When flight 6E-6965 to Kochi takes off from the Kolkata airport at 12 noon this Thursday, it will take away — for good — an important page of Kolkata’s history. Parameswaran Thankappan Nair, or P T Nair, the foremost surviving chronicler of Kolkata’s history, will return to his roots — in a small town in Kerala called Chendamangalam — leaving behind the city he has called home for 63 years.
Nair arrived in Calcutta on a Thursday morning in October 1955, travelling ticket less on Madras Mail, as a 20-year-old with Rs 20 in his pocket. Sixty three years later, as the 83-year old prepared to pack his clothes — and his Remington typewriter, on which he banged out his adopted city’s many histories and myths — he spoke to TOI of his abiding love for the city and his love-at-first-sight moment.
That moment came on a tram that took him from Howrah to Dalhousie, across the Hooghly, when he got a glimpse of a city rising from its slumber; that “first sight of the city and its river after the mad rush of Howrah station” all combined to give him a high which, he admitted on Tuesday, held for 63 years.
Nair, when he came to Calcutta armed only with his matriculation certificate and a set of clothes, did not have any plans of being the foremost chronicler of what once was the British empire’s second city. “All I knew was that I needed to find a person called U Raman, who worked at the General Post Office. I went to the GPO and took a seat facing the post boxes as I knew Raman used Post Box No. 906,” Nair reminisced on Tuesday at his Kansaripara residence, his home for most of his stay in the city.
Raman did not come but a peon did, opening the post box. Nair followed this peon to Raman, who was also from Kerala and who invited Nair to his home near Kalighat temple. It was this journey from the GPO to Kalighat — made on foot — that convinced Nair that the love at first sight he felt for the city in the morning was not a fleeting emotion.
Nair secured a steno-typist’s job at an office off Dalhousie Square; his first salary was Rs 130 at a time when two meals a day would cost Rs 1, he said on Tuesday, adding that he had managed “a fixed deposit of Rs 5 lakh in the 63 years between that 1955 October Thursday and this 2018 November Thursday”.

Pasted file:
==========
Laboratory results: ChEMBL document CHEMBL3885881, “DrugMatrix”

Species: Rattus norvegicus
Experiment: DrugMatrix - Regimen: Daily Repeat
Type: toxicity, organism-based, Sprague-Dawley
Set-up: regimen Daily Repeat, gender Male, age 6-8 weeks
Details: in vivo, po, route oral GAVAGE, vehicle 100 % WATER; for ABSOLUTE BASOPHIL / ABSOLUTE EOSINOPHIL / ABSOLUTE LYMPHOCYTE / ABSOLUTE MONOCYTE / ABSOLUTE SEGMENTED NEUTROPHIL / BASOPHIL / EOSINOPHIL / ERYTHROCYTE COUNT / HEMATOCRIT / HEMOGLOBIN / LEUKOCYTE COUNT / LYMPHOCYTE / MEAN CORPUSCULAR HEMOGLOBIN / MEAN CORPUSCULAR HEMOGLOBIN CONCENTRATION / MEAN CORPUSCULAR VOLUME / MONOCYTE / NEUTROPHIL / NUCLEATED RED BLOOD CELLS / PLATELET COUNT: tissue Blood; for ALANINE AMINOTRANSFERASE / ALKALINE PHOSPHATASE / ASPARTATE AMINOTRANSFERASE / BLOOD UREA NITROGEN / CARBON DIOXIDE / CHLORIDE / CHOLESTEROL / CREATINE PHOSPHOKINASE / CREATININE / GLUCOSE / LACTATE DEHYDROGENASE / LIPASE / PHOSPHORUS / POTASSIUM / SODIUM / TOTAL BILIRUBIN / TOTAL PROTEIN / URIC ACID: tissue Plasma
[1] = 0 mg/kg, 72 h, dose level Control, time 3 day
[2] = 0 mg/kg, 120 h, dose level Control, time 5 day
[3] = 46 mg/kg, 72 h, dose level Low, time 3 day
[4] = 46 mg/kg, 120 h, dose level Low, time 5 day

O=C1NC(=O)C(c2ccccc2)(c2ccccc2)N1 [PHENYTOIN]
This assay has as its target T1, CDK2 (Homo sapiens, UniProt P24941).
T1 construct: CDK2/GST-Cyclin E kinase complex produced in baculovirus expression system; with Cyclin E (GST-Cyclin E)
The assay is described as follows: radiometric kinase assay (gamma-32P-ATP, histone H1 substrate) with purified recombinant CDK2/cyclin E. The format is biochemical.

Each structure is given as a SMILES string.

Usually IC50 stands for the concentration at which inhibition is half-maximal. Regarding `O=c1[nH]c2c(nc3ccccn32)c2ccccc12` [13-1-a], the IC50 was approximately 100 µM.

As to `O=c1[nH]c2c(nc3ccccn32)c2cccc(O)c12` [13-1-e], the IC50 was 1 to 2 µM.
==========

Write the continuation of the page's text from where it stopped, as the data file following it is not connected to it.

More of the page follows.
But money was the least of his concerns. The buildings that gave Calcutta its “City of Palaces” moniker and its streets soon took up much of Nair’s off-work hours. “Whenever I saw a building or a monument or came across some littleknown street, I would collect material from different sources and make notes about its origin,” he said.
Oral history has no substitute, feels Nair
Whenever P T Nair came across a building or a monument or a little-known street in the city, he began collecting material on it from different sources.
“It is important to gather information from different sources — government records, newspaper clippings, local historians’ articles — to know a city’s history and dispel the myths about it. But written notes and histories have their limits. There is no substitute to walking the length and breadth of a city and listening to its oral histories from residents if you want to know it inside out,” Nair added.
Nair’s city has changed over the years. But its chronicler has not. He lives the same frugal life, still takes down notes of whatever he feels is important on the same small scraps of paper and uses his old, faithful typewriter. He still walks down to National Library. And, no, he does not use a mobile “lest it distract” him from his affair with the city.
His wife of 52 years, Sita, has been his other pillar of support. She worked as a schoolteacher in Kerala and raised their children as he remained obsessed with his city. “Someone in a family has to make a few sacrifices for a greater cause. He is a shining star and I always want his rays of knowledge to dispel the darkness of ignorance,” she said.
Nair realises what he is leaving behind. “I will miss the city and the city will, probably, miss me even more. But I am returning to my roots and will spend quality time with my family, which now includes my granddaughters,” he said. But he would be keeping himself busy, he added, by researching his native village and its history, its temples and place names in Kerala.
Source: Times of India